Behaviour modification: Modifying behaviours that have contributed to developing obesity is one way to treat the disease either alone or in conjunction with other treatment. A few suggested behaviour modifiers include changing eating habits, increasing physical activity, engaging in a support group and setting realistic weight management goals.

Physical activity: Increasing or initiating a physical activity programme is an important aspect in managing obesity. Set realistic goals and make sure to consult your doctor before initiating any exercise programme.

Medically managed weight loss: Medically managed weight loss programmes provide treatment in a clinical setting with a licensed healthcare professional, such as a medical doctor, registered dietician and/or psychologist. These programmes typically offer services such as prescription of weight loss medications, nutrition education, physical activity instruction and behavioural therapy.

Surgical treatment: Surgical treatment of obesity is an option for those who are classified as morbidly obese. Morbid obesity is defined as a patient with a BMI of 40 or greater, or weighing more than 40 kg over their ideal body weight. In addition, a patient with a BMI of 35 or greater with one or more obesity-related diseases is also classified as morbidly obese.

Courtesy: Obesity Foundation India

FROM 160 KG TO 60 KG

Obesity, lifestyle and disease consultant Naini Setalvad’s epic transformation from 160 kg to 60 kg was not without hiccups. Her weight yo-yoed with frequent crash and fad diets. Finally, she triumphed. Her journey in her words …

I was born tiny, weighing just 2.7 kg. As I was very active and a small eater, my family worried for me. To make me put on adequate amount of weight, excess sugar and fat were added to my food. Looking back, I realise that my weight gain story started there.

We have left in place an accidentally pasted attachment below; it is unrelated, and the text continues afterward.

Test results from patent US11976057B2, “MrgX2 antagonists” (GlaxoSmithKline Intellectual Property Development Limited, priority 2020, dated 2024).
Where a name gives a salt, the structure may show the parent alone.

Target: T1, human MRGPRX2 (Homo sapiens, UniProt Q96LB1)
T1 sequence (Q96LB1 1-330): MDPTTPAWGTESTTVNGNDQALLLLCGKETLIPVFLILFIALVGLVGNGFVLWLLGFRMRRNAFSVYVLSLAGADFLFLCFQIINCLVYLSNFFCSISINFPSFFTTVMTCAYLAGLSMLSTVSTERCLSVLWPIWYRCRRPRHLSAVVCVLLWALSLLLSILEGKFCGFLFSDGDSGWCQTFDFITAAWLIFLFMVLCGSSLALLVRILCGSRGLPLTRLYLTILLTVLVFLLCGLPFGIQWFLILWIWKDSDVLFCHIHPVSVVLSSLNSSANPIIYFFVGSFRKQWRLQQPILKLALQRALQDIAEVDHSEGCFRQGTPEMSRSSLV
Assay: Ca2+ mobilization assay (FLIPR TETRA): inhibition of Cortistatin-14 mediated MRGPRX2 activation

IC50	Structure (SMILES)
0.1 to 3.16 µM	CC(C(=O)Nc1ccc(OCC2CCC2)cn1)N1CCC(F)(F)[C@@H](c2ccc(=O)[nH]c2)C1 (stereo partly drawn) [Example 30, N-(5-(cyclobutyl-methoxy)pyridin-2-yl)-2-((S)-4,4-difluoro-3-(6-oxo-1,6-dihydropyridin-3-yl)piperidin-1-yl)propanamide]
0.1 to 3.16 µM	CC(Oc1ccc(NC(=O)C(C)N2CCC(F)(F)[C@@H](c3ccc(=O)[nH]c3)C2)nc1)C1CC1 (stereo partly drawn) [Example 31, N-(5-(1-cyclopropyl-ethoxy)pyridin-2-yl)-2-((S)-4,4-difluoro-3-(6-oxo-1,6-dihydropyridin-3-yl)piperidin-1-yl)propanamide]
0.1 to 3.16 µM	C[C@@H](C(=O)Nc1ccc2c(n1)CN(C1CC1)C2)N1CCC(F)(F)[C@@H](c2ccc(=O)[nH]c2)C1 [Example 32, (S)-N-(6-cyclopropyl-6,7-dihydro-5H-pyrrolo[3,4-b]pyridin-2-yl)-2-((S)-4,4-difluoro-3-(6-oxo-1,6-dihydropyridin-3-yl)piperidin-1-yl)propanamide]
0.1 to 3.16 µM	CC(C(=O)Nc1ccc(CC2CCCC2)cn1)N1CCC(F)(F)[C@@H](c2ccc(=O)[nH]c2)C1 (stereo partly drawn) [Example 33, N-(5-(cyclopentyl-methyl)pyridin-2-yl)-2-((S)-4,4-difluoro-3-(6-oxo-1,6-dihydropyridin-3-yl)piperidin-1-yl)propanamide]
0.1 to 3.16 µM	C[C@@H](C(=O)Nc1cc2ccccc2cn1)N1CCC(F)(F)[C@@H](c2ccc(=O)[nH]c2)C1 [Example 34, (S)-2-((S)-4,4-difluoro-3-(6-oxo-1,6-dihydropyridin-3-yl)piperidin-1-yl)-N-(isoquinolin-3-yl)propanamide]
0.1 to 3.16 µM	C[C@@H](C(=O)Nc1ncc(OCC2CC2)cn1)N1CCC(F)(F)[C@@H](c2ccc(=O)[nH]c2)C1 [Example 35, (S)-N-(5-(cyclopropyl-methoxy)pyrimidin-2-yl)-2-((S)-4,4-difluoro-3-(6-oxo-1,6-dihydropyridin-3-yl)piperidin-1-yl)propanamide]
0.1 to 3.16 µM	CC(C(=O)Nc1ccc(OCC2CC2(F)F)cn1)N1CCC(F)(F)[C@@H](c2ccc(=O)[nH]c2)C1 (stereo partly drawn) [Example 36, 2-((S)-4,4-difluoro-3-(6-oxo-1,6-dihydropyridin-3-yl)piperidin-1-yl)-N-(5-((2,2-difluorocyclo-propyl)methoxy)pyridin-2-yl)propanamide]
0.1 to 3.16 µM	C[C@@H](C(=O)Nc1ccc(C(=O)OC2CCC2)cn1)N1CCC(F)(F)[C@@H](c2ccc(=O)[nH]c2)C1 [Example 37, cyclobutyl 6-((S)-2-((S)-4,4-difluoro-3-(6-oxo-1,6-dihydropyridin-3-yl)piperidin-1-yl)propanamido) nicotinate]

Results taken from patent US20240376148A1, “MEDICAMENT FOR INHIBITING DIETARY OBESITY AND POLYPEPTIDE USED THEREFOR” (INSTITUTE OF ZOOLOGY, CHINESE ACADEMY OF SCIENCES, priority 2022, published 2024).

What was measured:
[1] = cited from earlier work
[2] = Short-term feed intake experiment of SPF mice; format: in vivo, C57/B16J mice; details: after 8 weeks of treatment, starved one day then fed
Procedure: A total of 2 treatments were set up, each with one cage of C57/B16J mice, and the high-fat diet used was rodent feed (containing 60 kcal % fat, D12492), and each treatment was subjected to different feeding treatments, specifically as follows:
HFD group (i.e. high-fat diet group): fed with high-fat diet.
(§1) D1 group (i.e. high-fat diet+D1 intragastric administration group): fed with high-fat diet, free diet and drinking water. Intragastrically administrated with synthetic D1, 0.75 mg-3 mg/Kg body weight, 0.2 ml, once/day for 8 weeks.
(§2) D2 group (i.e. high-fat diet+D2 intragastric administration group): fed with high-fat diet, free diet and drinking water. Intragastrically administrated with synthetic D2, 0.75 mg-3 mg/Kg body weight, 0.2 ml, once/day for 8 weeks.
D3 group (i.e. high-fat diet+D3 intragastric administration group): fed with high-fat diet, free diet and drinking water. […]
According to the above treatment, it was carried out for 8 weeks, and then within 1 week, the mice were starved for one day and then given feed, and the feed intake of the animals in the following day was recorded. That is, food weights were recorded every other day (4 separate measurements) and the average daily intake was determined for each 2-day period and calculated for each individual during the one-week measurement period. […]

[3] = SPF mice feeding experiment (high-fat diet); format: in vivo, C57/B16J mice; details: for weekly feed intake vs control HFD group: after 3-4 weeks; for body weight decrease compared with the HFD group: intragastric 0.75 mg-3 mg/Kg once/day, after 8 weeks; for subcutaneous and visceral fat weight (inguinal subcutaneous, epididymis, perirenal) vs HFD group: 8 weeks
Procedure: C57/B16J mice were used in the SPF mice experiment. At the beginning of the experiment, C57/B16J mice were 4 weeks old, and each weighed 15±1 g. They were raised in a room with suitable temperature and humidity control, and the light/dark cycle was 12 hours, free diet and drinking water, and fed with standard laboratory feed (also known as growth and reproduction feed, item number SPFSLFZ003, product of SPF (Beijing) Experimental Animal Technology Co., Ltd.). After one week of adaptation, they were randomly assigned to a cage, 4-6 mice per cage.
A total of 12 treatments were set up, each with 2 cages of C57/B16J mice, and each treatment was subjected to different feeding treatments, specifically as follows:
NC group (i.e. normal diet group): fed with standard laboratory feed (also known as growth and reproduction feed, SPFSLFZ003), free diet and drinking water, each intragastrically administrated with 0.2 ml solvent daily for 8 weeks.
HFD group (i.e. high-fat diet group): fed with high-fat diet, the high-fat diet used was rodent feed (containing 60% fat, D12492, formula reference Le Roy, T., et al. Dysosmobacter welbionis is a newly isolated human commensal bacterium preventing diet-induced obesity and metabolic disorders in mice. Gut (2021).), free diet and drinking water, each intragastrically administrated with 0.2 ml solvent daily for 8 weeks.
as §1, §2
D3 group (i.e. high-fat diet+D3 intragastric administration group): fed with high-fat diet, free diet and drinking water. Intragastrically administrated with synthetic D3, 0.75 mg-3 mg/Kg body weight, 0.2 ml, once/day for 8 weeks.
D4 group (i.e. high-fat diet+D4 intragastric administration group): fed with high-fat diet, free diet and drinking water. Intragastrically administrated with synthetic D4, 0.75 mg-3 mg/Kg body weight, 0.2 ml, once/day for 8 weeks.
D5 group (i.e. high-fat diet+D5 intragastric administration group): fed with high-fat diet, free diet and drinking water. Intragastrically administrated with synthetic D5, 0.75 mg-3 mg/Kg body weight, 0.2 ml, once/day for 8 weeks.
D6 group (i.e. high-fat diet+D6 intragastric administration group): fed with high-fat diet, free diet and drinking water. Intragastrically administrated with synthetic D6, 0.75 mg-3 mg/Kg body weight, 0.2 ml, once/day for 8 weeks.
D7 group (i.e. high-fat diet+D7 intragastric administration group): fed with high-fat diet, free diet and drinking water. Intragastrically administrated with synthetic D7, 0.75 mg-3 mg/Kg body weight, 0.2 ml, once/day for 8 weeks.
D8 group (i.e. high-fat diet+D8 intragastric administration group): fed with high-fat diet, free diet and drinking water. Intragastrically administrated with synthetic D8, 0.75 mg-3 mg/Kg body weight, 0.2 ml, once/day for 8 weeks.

By the time I was in Class 7, I had made the transition from skinny to fat. I had become addicted to unhealthy eating. Now, my family started making rounds of dieticians, worried about my weight. Every year, a new attempt would be made. From hospitalisation to popping pills, slimming powders to meal replacements, high protein diets to starvation and gyms, I was put through everything. But the pattern was similar: I would lose 10 kg and put 20 back on.

At 14 years of age, I weighed 60 kg, and at 18, I touched 90 kg. By 27, I was 149, and by 32, an impossible 160 kg. I could not fit into normal chairs, my body ached, and moving was impossible. I felt like a prisoner in my own body. I resolved that enough was enough. I then embarked on my final weight loss journey. It was simply about the right food combinations, eating seasonal and local vegetables and fruits and moderate cardio exercises. In three years, I lost 100 kg. Today, 18 years later, I have been able to maintain my weight by simply following the above.


The surgical treatment of obesity in silvers remains controversial, largely owing to a lack of data demonstrating its long-term benefits for them. Recent reports, however, imply that there is no significant increase in the risks associated with the surgery for silvers.

A study conducted at Columbia University’s Centre for Obesity Surgery found that patients over the age of 60 who have bariatric surgery enjoy the same benefits as younger people. They also found that post-operative complications for silvers are no more than those for younger people. The study also mentioned that the mortality rate among silvers was about the same as it was for silvers who had heart bypass or hip replacement surgeries.